Tennessee Gov. Bill Haslam (R) vetoed a bill that would have made the Bible his state's official book.
On April 5, the state Senate voted 19-8 to approve a bill making the Bible the state book. Haslam expressed “some personal reservations” about the bill, according to The Tennessean.
In a letter sent Monday to Tennessee House Speaker Beth Harwell (R), Haslam explained his veto, saying he felt the bill "trivializes the Bible."
"If we believe that the Bible is the inspired word of God, then we shouldn't be recognizing it only as a book of historical and economic significance," he wrote, citing an argument used by proponents of the bill for why the proposal wasn't religious in nature.
Haslam noted that he disagrees "with those who are trying to drive religion out of the public square," but said it'd be a violation of both the Tennessee and U.S. Constitutions to make a sacred text the official state book.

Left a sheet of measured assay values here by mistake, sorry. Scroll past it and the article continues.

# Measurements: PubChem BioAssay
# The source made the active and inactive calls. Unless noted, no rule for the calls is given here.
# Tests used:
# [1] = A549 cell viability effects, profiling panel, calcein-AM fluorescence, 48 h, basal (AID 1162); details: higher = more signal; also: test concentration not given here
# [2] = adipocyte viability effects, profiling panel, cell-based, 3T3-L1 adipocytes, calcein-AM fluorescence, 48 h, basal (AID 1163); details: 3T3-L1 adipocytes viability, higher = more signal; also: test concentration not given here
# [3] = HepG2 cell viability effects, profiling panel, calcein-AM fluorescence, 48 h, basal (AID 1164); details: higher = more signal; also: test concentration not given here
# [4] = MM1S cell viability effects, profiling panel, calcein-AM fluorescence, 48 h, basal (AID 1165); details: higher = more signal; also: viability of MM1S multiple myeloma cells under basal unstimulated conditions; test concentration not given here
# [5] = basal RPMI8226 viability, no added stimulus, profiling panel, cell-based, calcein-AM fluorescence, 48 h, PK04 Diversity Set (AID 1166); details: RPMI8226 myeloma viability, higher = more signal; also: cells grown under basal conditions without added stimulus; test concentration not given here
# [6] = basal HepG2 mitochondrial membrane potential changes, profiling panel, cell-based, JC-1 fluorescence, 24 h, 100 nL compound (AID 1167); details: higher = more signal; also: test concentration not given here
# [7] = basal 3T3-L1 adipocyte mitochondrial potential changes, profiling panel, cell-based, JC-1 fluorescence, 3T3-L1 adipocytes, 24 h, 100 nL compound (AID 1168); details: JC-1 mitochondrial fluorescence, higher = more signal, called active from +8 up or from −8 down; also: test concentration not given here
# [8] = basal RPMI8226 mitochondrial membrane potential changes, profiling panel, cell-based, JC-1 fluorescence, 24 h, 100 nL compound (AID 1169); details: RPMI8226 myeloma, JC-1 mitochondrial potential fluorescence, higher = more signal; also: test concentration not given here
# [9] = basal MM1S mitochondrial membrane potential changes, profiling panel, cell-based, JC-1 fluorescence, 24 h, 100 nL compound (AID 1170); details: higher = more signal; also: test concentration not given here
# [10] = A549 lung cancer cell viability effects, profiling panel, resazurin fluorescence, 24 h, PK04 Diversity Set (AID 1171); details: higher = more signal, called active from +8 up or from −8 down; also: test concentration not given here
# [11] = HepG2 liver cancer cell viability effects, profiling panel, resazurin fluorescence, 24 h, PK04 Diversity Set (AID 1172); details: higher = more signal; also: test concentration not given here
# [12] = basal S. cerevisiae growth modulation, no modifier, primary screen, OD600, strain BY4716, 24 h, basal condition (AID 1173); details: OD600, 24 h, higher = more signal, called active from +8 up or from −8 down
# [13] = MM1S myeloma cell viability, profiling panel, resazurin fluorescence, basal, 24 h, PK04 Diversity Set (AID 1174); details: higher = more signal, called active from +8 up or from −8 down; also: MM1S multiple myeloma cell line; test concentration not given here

"Our founders recognized that when the church and state were combined, it was the church that suffered in the long run," he wrote.
Efforts are already underway in the state legislature to overturn Haslam's veto.
The Tennessee House of Representatives passed a similar bill in 2015 that was ultimately stalled. Top state officials expressed hesitation over that proposal, including Lt. Gov. Ron Ramsey (R) and Attorney General Herbert Slatery (R), who said a similar bill would be seen as "an endorsement of religion."